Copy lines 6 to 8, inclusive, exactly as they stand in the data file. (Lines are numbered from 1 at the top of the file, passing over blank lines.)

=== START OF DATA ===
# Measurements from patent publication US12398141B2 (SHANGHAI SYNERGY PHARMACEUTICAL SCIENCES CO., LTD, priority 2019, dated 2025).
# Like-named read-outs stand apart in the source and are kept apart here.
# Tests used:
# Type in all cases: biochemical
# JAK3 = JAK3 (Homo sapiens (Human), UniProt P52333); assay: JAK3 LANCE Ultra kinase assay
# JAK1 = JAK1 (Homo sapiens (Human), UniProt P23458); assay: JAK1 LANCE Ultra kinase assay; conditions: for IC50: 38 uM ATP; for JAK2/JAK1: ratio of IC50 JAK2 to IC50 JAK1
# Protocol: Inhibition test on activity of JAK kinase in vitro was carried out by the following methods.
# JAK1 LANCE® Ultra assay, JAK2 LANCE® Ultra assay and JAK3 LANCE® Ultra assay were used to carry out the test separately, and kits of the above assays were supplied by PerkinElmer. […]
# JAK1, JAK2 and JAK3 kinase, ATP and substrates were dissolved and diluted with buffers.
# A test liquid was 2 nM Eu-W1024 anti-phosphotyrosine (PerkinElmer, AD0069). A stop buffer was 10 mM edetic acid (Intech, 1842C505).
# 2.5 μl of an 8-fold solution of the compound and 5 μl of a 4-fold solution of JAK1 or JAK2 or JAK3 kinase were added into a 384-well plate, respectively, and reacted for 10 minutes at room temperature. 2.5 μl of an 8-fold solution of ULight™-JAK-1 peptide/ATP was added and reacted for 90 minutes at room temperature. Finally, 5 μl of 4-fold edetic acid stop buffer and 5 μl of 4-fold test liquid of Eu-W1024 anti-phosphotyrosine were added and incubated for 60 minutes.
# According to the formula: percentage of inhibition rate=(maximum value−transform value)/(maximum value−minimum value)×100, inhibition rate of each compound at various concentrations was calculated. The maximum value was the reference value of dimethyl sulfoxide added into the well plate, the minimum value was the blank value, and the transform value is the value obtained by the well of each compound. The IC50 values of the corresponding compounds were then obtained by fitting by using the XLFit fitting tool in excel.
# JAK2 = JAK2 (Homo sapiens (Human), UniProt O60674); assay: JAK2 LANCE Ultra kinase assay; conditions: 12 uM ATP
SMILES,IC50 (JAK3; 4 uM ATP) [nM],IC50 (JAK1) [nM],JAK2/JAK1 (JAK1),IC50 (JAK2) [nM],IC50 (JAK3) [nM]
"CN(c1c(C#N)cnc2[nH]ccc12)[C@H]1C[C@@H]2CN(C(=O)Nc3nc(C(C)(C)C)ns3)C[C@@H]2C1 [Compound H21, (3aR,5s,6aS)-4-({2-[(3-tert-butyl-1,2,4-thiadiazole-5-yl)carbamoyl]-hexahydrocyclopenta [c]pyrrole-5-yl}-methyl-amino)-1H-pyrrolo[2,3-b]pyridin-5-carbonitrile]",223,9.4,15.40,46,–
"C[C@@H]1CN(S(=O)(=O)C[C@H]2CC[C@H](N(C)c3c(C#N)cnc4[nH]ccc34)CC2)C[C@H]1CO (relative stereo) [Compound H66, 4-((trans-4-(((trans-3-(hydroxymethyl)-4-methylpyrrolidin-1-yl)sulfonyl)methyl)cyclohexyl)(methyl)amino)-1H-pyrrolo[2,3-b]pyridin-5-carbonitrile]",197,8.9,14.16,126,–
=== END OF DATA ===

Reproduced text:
# JAK1 = JAK1 (Homo sapiens (Human), UniProt P23458); assay: JAK1 LANCE Ultra kinase assay; conditions: for IC50: 38 uM ATP; for JAK2/JAK1: ratio of IC50 JAK2 to IC50 JAK1
# Protocol: Inhibition test on activity of JAK kinase in vitro was carried out by the following methods.
# JAK1 LANCE® Ultra assay, JAK2 LANCE® Ultra assay and JAK3 LANCE® Ultra assay were used to carry out the test separately, and kits of the above assays were supplied by PerkinElmer. […]